Restructuring Welfare Governance
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Restructuring Welfare Governance Marketization, Managerialism and Welfare State Professionalism

Marketization, Managerialism and Welfare State Professionalism

Edited by Tanja Klenk and Emmanuele Pavolini

This innovative book explores the introduction and impact of marketization and managerialism in social policy by adopting a dual perspective, considering both governance and human resources. Welfare governance (e.g. welfare mix, regulation, employment conditions, customer involvement) has changed significantly in the past decade. The editors and contributors collectively assesses these processes not only by comparing different policy fields and countries, but also by taking a close look inside organizations, examining the coping strategies of professionals, and how they adapt to new models of governing welfare organizations.
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Chapter 12: Interactions of governance and professionalism in higher education: a qualitative longitudinal study in the Netherlands, Sweden and the United Kingdom

Christine Teelken and Marian Thunnissen

Extract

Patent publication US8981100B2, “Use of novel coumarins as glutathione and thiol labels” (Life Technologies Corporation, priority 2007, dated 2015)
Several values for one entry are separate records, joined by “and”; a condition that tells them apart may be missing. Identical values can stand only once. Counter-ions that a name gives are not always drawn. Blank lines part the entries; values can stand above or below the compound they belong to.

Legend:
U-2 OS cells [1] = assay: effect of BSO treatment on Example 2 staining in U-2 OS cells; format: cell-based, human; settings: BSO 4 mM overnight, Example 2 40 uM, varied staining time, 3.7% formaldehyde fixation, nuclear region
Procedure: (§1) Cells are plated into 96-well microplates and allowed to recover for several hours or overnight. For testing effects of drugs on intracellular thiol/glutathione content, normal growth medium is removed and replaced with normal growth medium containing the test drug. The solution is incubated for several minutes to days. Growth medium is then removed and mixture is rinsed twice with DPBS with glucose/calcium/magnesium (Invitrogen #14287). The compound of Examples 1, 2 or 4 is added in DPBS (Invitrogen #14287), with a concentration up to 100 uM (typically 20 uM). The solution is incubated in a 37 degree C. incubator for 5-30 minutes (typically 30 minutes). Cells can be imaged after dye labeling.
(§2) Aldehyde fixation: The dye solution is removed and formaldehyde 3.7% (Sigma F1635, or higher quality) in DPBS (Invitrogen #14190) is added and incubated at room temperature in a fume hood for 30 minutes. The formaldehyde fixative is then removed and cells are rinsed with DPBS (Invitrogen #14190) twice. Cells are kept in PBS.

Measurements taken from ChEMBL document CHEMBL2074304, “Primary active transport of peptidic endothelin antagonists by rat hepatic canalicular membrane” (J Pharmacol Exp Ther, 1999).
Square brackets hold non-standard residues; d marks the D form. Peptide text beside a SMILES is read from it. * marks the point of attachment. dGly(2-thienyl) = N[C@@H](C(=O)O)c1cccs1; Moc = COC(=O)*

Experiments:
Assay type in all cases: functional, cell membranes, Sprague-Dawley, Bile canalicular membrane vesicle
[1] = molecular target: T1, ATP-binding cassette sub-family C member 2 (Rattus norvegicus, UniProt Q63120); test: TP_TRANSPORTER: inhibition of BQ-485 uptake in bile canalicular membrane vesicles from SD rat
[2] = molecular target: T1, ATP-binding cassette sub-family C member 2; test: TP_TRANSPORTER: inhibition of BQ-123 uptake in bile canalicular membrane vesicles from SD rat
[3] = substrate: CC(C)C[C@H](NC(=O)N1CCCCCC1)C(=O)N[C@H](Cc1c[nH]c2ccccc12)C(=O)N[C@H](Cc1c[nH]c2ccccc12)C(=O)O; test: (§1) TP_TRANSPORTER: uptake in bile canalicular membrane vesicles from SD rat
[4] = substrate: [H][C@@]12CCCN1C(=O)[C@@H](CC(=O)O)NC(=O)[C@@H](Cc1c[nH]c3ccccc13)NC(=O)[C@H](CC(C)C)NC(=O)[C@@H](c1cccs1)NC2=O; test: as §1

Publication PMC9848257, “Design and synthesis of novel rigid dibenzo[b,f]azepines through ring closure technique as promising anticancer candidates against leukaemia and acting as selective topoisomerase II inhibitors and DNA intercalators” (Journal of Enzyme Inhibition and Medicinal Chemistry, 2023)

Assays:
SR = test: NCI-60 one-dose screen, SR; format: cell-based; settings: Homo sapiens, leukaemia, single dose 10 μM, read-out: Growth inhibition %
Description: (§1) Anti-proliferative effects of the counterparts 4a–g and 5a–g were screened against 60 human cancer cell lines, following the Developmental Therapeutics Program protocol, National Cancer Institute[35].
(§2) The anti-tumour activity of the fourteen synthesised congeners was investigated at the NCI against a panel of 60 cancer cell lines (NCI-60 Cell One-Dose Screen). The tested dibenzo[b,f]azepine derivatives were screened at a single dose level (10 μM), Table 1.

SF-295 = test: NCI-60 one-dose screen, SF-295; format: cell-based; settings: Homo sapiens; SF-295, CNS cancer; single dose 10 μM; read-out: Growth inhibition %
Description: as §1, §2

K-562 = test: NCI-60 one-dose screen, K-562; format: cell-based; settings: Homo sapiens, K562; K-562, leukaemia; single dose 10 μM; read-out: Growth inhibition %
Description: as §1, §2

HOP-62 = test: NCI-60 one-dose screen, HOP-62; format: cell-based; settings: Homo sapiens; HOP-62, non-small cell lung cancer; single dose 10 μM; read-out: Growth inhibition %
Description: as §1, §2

Across Europe, within the current welfare state systems, the influence of new public management (NPM) and new public governance (NPG) is still evolving, particularly through the focus on governing performance in all aspects of management (Radin 2000). Concerning the higher education sector, NPM resulted into the adaptation and implementation of organizational strategies, structures, technologies, management instruments and values, features that are commonly found in the private business sector (Aucoin 1990; Deem 1998; Teelken 2004). European higher education systems are supposed to become more market oriented and universities should be able to compete for clients, funding and prestige, in order to meet the growing pressure to cut costs (Scharitzer and Korunka 2000; Christensen and Lægreid 2001). This occurs primarily through such instruments as pay-for-performance, performance appraisal, performance budgeting and performance indicators. While these developments have been going on for about 15 years, their actual effects are now increasingly visible at organizational and individual level. Consequently, we are increasingly familiar with a higher education sector that features a mix of elements, including hierarchy, networks, market orientation and self-organizing, demanding increased levels of transparency and accountability.

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